It was probably that little plaster Tiki (based on a Coco Joe’s Ku) from Oceanic Arts. I also bought a black plastic Tiki mug that day because I was poor and I didn’t want the mug to break in my luggage. A little more than a year later, I found my first ceramic tiki mug in the wild. It was on the shelf of an antique store in Calgary. It was an Orchids of Hawaii R-1 Headhunter mug in green.
I think I knew instantly that I was hooked on collecting as many of these Tiki mugs as I could find. And from there, it just made sense to want to have a proper way to display the mugs. What could be better than displaying them in a Tiki bar/room/lounge?
The one piece that I collected, that really felt like it had to be in a Tiki room, was the Witco Outrigger artwork. I bought it long before I had the room built, but I must have confidently known it would hang in my Tiki lounge one day. That was a real pain to bring home in the trunk of a Toyota Corolla.
Can you give a little history of how it all came together?
In the spring of 2004, I went on a Tiki tour through southern California with my then fiancé/wahine in tow. My LA cousins were kind enough to host us as we visited some fantastic Tiki temples like Sam’s Seafood, Bahooka, Trader Vic’s in Beverly Hills, the Bali Hai, the Royal Hawaiian, and some then newer places like the Purple Orchid. It was a kind of pre-wedding honeymoon (well, sort of). At the very least, I think that helped my wife have a stronger sense of what I was intending to do with the basement bar.
Later that year—and back at home—we were fortunate enough to find an old 1950s house with an essentially untouched/unfinished basement. We moved into the house one week after our wedding. It was basically a hollow concrete shell down there and while that meant we could put our own stamp on it. It also meant I had to wait until the walls, storage shelves, electricity, and plumbing were installed before the real fun could begin.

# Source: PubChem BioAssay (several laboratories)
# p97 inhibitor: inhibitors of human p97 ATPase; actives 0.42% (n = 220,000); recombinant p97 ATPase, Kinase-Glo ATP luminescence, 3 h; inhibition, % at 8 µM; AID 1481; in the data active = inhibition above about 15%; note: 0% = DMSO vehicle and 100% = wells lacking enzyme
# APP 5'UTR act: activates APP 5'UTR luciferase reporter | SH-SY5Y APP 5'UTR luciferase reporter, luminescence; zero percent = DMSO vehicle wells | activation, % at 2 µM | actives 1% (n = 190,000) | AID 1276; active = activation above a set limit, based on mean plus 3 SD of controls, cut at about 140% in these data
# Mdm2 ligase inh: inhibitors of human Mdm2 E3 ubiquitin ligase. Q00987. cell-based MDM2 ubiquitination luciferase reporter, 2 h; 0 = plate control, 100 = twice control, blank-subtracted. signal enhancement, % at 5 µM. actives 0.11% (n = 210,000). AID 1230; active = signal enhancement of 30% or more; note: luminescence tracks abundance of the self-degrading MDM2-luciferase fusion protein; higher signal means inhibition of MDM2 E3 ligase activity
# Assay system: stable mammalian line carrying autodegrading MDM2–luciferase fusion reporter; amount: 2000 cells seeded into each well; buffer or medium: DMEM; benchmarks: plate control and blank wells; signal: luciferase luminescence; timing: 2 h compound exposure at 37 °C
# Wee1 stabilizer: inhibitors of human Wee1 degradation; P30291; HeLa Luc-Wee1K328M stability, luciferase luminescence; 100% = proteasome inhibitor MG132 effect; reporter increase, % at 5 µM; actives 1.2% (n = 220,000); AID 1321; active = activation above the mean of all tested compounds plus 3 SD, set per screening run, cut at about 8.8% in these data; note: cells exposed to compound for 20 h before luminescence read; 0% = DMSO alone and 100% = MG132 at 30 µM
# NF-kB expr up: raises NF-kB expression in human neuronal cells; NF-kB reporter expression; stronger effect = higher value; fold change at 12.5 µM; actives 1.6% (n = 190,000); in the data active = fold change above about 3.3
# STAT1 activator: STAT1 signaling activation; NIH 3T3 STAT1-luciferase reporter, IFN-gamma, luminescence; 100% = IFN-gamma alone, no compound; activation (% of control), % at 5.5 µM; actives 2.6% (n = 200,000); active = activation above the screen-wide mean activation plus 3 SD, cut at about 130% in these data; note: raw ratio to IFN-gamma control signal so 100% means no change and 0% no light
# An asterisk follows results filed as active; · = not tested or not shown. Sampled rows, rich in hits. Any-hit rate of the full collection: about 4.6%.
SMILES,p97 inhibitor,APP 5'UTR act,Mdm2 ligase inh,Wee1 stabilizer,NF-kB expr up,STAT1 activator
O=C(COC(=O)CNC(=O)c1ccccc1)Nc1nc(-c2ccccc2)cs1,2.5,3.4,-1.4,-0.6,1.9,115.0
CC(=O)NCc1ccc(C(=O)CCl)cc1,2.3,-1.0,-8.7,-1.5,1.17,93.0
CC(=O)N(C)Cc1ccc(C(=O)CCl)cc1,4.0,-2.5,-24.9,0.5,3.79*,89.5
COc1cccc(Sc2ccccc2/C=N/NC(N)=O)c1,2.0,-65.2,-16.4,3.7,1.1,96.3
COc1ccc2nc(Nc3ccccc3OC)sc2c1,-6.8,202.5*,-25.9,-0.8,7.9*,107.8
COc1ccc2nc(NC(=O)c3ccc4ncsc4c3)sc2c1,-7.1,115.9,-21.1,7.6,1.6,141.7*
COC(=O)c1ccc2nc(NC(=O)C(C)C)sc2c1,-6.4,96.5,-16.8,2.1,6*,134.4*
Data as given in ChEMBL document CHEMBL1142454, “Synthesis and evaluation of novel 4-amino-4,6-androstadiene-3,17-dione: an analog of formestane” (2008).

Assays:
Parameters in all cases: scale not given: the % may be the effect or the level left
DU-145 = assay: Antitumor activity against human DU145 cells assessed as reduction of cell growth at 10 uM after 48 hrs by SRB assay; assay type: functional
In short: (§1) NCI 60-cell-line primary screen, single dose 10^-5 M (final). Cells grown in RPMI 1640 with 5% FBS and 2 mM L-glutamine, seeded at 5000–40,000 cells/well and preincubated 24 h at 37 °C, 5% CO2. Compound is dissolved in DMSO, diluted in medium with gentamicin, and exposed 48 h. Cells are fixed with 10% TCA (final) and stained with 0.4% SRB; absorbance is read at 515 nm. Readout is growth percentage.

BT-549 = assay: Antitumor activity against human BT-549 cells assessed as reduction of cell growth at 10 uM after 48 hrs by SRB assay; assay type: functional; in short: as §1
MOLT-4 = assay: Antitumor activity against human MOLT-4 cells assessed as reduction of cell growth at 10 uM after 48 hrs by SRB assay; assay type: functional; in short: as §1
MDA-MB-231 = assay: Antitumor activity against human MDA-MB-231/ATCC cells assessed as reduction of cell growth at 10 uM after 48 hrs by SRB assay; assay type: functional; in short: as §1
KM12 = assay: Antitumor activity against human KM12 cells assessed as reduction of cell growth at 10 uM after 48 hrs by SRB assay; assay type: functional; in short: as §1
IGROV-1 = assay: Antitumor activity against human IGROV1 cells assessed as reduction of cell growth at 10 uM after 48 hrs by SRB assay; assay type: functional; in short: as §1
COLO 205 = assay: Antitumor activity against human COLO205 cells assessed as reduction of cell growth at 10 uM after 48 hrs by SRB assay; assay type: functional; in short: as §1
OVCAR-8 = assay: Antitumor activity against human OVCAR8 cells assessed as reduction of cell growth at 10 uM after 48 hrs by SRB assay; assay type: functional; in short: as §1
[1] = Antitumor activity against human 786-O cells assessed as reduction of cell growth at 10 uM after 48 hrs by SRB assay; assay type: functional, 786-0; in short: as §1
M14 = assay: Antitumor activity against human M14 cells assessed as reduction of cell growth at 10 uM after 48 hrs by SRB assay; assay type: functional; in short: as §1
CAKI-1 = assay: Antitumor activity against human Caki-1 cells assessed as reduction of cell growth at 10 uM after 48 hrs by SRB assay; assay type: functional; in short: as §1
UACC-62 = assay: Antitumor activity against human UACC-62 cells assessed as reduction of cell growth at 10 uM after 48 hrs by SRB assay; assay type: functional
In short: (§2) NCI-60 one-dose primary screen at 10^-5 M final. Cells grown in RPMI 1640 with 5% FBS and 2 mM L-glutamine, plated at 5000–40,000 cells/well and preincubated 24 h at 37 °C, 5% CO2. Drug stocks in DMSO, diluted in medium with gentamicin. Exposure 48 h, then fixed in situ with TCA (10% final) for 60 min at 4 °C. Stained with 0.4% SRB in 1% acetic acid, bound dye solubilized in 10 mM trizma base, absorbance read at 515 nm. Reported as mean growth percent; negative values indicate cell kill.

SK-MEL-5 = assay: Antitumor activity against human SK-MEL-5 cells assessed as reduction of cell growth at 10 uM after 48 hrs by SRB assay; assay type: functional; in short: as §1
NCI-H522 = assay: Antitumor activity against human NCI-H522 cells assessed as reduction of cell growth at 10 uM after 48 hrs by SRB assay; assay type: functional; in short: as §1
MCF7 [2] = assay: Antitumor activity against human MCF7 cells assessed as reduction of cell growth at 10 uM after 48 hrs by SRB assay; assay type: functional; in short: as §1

In the meantime, I would constantly sketch concept pictures of the Tiki lounge. I was constantly working and reworking through ideas for the physical space in those sketches. They say, “A Tiki bar is never finished.” Well, that’s also true for the multitude of drawings I made for my bar. It was a fantastic distraction from the fact that my vision was taking years and years to see to fruition.
It wasn’t until after the birth of our second child that I was able to truly focus on building the bar. Living in a city that doesn’t have a tropical Tiki supply warehouse like Oceanic Arts, I had to get creative about materials and where to source most of my supplies. Some materials I serendipitously found in thrift stores. Some I found in garden stores. Other things were from the local hardware stores. However, at one point, I still had to order my lauhala matting and thatch from a far away source, so I happily chose to order it from Oceanic Arts (after all, these were the folks who helped start this obsession for me). You can follow the early progress of my Kanaloa Lounge at Tiki Central.